Lawmakers Consider Self Defense Bill
ANCHORAGE - It’s been a month since Trayvon Martin, 17, was shot dead by a neighborhood watchman in Sanford, Florida.
The case triggered nationwide outrage after no arrest was made, and the city’s police chief resigned as a result.
George Zimmerman claimed self-defense under Florida’s "stand your ground" law, which allows citizens to use deadly force when faced by an attacker.
Here in Alaska, a similar law is being considered in Juneau this legislative session.
“This legislation is specifically clarifying that an individual in this state does not have to second guess the consequences of protecting their family or themselves,” said Representative Mike Hawker, (R-Anchorage).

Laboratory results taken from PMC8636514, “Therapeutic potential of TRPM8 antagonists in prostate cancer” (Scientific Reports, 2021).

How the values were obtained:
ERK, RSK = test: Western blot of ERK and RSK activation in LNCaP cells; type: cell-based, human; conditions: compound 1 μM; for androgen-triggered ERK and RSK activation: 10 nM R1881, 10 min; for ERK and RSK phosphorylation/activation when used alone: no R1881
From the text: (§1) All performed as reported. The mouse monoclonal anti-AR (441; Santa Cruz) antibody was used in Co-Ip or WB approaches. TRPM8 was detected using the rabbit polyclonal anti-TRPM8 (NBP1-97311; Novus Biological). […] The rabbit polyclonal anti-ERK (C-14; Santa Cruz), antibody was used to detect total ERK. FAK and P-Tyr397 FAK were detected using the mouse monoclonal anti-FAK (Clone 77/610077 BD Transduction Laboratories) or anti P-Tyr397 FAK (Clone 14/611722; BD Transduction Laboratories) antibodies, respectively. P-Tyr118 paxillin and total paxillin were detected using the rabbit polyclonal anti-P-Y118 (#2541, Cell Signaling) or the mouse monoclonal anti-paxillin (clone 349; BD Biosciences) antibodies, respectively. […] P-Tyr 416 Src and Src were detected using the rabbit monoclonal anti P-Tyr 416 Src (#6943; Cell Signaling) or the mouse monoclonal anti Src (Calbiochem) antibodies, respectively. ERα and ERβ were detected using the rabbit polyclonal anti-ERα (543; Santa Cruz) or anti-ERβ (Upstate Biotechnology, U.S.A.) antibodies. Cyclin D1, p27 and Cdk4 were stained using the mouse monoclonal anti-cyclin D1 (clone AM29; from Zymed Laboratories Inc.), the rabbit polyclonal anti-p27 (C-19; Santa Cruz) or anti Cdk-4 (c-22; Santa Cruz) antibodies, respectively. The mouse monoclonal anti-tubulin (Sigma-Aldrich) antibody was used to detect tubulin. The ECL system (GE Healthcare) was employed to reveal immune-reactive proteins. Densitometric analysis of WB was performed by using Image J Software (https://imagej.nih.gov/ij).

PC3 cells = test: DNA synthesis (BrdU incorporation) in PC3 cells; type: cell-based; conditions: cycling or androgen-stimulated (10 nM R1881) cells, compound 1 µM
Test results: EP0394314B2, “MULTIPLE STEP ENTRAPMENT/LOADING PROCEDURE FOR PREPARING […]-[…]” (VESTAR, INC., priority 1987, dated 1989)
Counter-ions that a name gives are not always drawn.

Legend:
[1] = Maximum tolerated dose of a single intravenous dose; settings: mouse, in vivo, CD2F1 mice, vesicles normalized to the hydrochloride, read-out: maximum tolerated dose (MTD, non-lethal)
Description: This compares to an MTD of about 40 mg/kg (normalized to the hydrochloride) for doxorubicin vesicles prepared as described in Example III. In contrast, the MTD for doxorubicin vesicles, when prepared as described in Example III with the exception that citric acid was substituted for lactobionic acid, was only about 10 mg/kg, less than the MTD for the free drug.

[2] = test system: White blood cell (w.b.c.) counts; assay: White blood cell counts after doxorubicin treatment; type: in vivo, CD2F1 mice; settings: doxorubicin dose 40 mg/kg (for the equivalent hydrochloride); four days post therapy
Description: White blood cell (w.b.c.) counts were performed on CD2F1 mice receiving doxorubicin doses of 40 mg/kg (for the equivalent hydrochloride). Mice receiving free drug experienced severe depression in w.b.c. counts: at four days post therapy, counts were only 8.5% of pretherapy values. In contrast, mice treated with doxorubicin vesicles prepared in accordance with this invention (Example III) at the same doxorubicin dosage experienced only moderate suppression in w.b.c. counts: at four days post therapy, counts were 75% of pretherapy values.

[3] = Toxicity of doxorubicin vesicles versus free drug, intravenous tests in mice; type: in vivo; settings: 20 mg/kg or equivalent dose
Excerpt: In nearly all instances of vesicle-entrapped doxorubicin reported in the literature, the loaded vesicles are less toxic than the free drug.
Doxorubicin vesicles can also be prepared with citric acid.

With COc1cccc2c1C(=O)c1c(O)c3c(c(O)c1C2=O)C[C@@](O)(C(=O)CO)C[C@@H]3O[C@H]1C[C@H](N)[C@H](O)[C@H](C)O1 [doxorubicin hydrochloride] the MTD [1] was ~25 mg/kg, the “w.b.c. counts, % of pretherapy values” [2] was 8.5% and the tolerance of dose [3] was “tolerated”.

But some argue an incident like the one in Florida could happen here. James Fayette, an Anchorage prosecutor, testified against the bill last week in Juneau.
“This bill dangerously expands the defense of self defense in a way that’s completely unnecessary; there's no immediate crisis to the list of people who do not have the duty to retreat infinitely,” said Fayette.
Lawmakers who support the bill say it comes down to protecting our freedom.
“Freedom and liberty is never without its peril. But we don't compromise the freedom and liberty of the individual to protect… to defend the criminal,” said Hawker.
Others say the future of House Bill 80 is uncertain.
“I think the case in Florida has caused the supporters here in Juneau to rethink their support, and I think they may be in the process of changing their mind,” said Hollis French (D-Anchorage).